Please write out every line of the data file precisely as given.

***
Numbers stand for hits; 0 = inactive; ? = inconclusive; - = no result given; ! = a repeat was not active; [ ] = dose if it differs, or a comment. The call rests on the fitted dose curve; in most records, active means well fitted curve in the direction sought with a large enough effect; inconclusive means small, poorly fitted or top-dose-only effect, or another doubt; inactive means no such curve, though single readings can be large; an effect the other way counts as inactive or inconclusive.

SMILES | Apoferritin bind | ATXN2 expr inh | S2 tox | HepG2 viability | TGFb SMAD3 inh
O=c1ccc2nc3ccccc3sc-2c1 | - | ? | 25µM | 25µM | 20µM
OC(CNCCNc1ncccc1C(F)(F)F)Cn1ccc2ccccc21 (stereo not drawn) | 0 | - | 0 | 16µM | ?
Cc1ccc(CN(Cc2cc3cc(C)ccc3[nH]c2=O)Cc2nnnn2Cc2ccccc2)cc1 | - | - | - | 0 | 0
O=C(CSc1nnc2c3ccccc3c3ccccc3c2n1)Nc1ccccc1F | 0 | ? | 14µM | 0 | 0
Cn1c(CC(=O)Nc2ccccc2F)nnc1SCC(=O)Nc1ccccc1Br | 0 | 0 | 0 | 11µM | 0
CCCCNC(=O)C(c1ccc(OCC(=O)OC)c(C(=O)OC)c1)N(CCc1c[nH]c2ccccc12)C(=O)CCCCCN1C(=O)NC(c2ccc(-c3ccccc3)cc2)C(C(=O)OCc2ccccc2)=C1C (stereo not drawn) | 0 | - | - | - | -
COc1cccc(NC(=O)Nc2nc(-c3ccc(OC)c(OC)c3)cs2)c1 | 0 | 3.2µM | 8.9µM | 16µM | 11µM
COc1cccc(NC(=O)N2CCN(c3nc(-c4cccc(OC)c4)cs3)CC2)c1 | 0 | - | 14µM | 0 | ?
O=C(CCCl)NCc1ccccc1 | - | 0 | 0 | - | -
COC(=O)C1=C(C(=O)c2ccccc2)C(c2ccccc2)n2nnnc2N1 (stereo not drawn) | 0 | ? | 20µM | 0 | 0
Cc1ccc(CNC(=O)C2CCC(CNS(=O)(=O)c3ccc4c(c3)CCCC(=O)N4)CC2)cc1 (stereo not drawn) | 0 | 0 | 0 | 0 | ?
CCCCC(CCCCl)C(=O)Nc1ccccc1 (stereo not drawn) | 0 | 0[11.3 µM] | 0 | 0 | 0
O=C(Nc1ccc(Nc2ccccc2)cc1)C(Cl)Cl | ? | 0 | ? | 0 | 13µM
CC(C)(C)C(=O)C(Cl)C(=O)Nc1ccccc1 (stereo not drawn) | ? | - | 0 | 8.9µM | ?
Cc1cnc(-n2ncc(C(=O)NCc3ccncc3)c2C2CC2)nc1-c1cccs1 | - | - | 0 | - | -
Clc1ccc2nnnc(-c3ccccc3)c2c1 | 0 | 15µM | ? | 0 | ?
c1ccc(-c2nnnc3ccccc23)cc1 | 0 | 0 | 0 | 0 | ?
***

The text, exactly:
Numbers stand for hits; 0 = inactive; ? = inconclusive; - = no result given; ! = a repeat was not active; [ ] = dose if it differs, or a comment. The call rests on the fitted dose curve; in most records, active means well fitted curve in the direction sought with a large enough effect; inconclusive means small, poorly fitted or top-dose-only effect, or another doubt; inactive means no such curve, though single readings can be large; an effect the other way counts as inactive or inconclusive.

SMILES | Apoferritin bind | ATXN2 expr inh | S2 tox | HepG2 viability | TGFb SMAD3 inh
O=c1ccc2nc3ccccc3sc-2c1 | - | ? | 25µM | 25µM | 20µM
OC(CNCCNc1ncccc1C(F)(F)F)Cn1ccc2ccccc21 (stereo not drawn) | 0 | - | 0 | 16µM | ?
Cc1ccc(CN(Cc2cc3cc(C)ccc3[nH]c2=O)Cc2nnnn2Cc2ccccc2)cc1 | - | - | - | 0 | 0
O=C(CSc1nnc2c3ccccc3c3ccccc3c2n1)Nc1ccccc1F | 0 | ? | 14µM | 0 | 0
Cn1c(CC(=O)Nc2ccccc2F)nnc1SCC(=O)Nc1ccccc1Br | 0 | 0 | 0 | 11µM | 0
CCCCNC(=O)C(c1ccc(OCC(=O)OC)c(C(=O)OC)c1)N(CCc1c[nH]c2ccccc12)C(=O)CCCCCN1C(=O)NC(c2ccc(-c3ccccc3)cc2)C(C(=O)OCc2ccccc2)=C1C (stereo not drawn) | 0 | - | - | - | -
COc1cccc(NC(=O)Nc2nc(-c3ccc(OC)c(OC)c3)cs2)c1 | 0 | 3.2µM | 8.9µM | 16µM | 11µM
COc1cccc(NC(=O)N2CCN(c3nc(-c4cccc(OC)c4)cs3)CC2)c1 | 0 | - | 14µM | 0 | ?
O=C(CCCl)NCc1ccccc1 | - | 0 | 0 | - | -
COC(=O)C1=C(C(=O)c2ccccc2)C(c2ccccc2)n2nnnc2N1 (stereo not drawn) | 0 | ? | 20µM | 0 | 0
Cc1ccc(CNC(=O)C2CCC(CNS(=O)(=O)c3ccc4c(c3)CCCC(=O)N4)CC2)cc1 (stereo not drawn) | 0 | 0 | 0 | 0 | ?
CCCCC(CCCCl)C(=O)Nc1ccccc1 (stereo not drawn) | 0 | 0[11.3 µM] | 0 | 0 | 0
O=C(Nc1ccc(Nc2ccccc2)cc1)C(Cl)Cl | ? | 0 | ? | 0 | 13µM
CC(C)(C)C(=O)C(Cl)C(=O)Nc1ccccc1 (stereo not drawn) | ? | - | 0 | 8.9µM | ?
Cc1cnc(-n2ncc(C(=O)NCc3ccncc3)c2C2CC2)nc1-c1cccs1 | - | - | 0 | - | -
Clc1ccc2nnnc(-c3ccccc3)c2c1 | 0 | 15µM | ? | 0 | ?
c1ccc(-c2nnnc3ccccc23)cc1 | 0 | 0 | 0 | 0 | ?